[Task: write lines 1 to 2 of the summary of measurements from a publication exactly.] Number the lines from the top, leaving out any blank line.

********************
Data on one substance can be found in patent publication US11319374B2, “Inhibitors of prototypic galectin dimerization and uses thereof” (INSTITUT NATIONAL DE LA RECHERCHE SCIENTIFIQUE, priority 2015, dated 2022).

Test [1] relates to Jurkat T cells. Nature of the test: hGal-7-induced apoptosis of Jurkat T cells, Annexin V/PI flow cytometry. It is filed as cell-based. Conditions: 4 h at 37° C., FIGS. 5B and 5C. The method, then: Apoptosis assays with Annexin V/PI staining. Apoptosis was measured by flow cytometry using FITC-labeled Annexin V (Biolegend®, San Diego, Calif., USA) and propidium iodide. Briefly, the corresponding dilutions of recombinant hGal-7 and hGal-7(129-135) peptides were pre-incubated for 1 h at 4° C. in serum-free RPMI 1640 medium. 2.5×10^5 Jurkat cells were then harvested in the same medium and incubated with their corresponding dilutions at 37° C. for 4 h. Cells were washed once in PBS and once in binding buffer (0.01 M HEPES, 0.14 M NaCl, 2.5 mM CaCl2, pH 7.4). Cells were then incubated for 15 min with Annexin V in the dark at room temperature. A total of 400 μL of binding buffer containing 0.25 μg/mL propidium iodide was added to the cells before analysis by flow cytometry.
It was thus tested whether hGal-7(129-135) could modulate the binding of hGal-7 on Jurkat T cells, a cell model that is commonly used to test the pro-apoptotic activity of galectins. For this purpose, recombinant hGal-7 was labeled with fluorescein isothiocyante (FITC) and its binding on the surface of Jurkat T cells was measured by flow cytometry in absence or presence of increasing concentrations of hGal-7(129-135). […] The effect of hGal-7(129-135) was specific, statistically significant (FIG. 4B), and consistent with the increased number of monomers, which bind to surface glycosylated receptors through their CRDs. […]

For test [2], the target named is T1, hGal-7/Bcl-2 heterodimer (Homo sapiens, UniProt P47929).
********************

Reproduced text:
Data on one substance can be found in patent publication US11319374B2, “Inhibitors of prototypic galectin dimerization and uses thereof” (INSTITUT NATIONAL DE LA RECHERCHE SCIENTIFIQUE, priority 2015, dated 2022).

Test [1] relates to Jurkat T cells. Nature of the test: hGal-7-induced apoptosis of Jurkat T cells, Annexin V/PI flow cytometry. It is filed as cell-based. Conditions: 4 h at 37° C., FIGS. 5B and 5C. The method, then: Apoptosis assays with Annexin V/PI staining. Apoptosis was measured by flow cytometry using FITC-labeled Annexin V (Biolegend®, San Diego, Calif., USA) and propidium iodide. Briefly, the corresponding dilutions of recombinant hGal-7 and hGal-7(129-135) peptides were pre-incubated for 1 h at 4° C. in serum-free RPMI 1640 medium. 2.5×10^5 Jurkat cells were then harvested in the same medium and incubated with their corresponding dilutions at 37° C. for 4 h. Cells were washed once in PBS and once in binding buffer (0.01 M HEPES, 0.14 M NaCl, 2.5 mM CaCl2, pH 7.4). Cells were then incubated for 15 min with Annexin V in the dark at room temperature. A total of 400 μL of binding buffer containing 0.25 μg/mL propidium iodide was added to the cells before analysis by flow cytometry.